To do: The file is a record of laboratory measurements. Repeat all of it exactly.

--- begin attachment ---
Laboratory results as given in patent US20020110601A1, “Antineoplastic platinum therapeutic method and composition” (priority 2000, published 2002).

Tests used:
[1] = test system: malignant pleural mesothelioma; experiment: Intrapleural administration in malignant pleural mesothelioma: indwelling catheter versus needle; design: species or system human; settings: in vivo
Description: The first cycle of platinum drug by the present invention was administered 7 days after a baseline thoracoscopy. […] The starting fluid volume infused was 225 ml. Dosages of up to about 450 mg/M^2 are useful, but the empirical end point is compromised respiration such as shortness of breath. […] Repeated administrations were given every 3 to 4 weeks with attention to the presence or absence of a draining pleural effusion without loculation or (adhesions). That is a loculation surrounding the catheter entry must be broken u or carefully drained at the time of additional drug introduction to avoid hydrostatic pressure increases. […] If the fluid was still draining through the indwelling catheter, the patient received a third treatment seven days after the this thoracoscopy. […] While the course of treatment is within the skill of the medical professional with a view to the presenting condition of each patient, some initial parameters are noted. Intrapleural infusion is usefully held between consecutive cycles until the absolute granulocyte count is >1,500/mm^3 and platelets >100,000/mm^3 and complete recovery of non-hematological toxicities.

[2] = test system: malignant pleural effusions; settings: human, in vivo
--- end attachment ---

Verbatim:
Laboratory results as given in patent US20020110601A1, “Antineoplastic platinum therapeutic method and composition” (priority 2000, published 2002).

Tests used:
[1] = test system: malignant pleural mesothelioma; experiment: Intrapleural administration in malignant pleural mesothelioma: indwelling catheter versus needle; design: species or system human; settings: in vivo
Description: The first cycle of platinum drug by the present invention was administered 7 days after a baseline thoracoscopy. […] The starting fluid volume infused was 225 ml. Dosages of up to about 450 mg/M^2 are useful, but the empirical end point is compromised respiration such as shortness of breath. […] Repeated administrations were given every 3 to 4 weeks with attention to the presence or absence of a draining pleural effusion without loculation or (adhesions). That is a loculation surrounding the catheter entry must be broken u or carefully drained at the time of additional drug introduction to avoid hydrostatic pressure increases. […] If the fluid was still draining through the indwelling catheter, the patient received a third treatment seven days after the this thoracoscopy. […] While the course of treatment is within the skill of the medical professional with a view to the presenting condition of each patient, some initial parameters are noted. Intrapleural infusion is usefully held between consecutive cycles until the absolute granulocyte count is >1,500/mm^3 and platelets >100,000/mm^3 and complete recovery of non-hematological toxicities.

[2] = test system: malignant pleural effusions; settings: human, in vivo